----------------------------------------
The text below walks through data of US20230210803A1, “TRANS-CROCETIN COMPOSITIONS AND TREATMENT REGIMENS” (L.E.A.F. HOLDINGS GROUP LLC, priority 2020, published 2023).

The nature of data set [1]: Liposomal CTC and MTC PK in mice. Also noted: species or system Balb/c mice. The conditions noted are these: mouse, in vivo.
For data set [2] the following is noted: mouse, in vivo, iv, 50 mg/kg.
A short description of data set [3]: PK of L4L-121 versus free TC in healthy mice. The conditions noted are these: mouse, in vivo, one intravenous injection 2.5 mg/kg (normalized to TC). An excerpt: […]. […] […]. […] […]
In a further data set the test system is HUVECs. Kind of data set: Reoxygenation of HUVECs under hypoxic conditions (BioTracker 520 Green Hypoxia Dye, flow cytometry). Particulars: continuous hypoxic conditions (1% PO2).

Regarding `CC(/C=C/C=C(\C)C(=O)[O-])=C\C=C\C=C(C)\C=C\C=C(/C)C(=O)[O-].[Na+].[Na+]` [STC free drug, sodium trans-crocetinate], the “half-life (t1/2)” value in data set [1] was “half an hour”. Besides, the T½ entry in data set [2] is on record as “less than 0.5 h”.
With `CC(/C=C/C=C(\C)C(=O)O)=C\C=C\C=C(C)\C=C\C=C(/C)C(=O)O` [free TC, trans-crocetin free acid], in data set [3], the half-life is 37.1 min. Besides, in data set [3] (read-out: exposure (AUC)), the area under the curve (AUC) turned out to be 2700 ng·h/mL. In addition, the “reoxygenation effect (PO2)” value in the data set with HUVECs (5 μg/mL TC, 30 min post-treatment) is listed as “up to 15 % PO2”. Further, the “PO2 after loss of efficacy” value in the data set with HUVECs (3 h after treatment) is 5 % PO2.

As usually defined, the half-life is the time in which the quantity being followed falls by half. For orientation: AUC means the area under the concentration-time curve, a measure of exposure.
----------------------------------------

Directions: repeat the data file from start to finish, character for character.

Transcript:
The text below walks through data of US20230210803A1, “TRANS-CROCETIN COMPOSITIONS AND TREATMENT REGIMENS” (L.E.A.F. HOLDINGS GROUP LLC, priority 2020, published 2023).

The nature of data set [1]: Liposomal CTC and MTC PK in mice. Also noted: species or system Balb/c mice. The conditions noted are these: mouse, in vivo.
For data set [2] the following is noted: mouse, in vivo, iv, 50 mg/kg.
A short description of data set [3]: PK of L4L-121 versus free TC in healthy mice. The conditions noted are these: mouse, in vivo, one intravenous injection 2.5 mg/kg (normalized to TC). An excerpt: […]. […] […]. […] […]
In a further data set the test system is HUVECs. Kind of data set: Reoxygenation of HUVECs under hypoxic conditions (BioTracker 520 Green Hypoxia Dye, flow cytometry). Particulars: continuous hypoxic conditions (1% PO2).

Regarding `CC(/C=C/C=C(\C)C(=O)[O-])=C\C=C\C=C(C)\C=C\C=C(/C)C(=O)[O-].[Na+].[Na+]` [STC free drug, sodium trans-crocetinate], the “half-life (t1/2)” value in data set [1] was “half an hour”. Besides, the T½ entry in data set [2] is on record as “less than 0.5 h”.
With `CC(/C=C/C=C(\C)C(=O)O)=C\C=C\C=C(C)\C=C\C=C(/C)C(=O)O` [free TC, trans-crocetin free acid], in data set [3], the half-life is 37.1 min. Besides, in data set [3] (read-out: exposure (AUC)), the area under the curve (AUC) turned out to be 2700 ng·h/mL. In addition, the “reoxygenation effect (PO2)” value in the data set with HUVECs (5 μg/mL TC, 30 min post-treatment) is listed as “up to 15 % PO2”. Further, the “PO2 after loss of efficacy” value in the data set with HUVECs (3 h after treatment) is 5 % PO2.

As usually defined, the half-life is the time in which the quantity being followed falls by half. For orientation: AUC means the area under the concentration-time curve, a measure of exposure.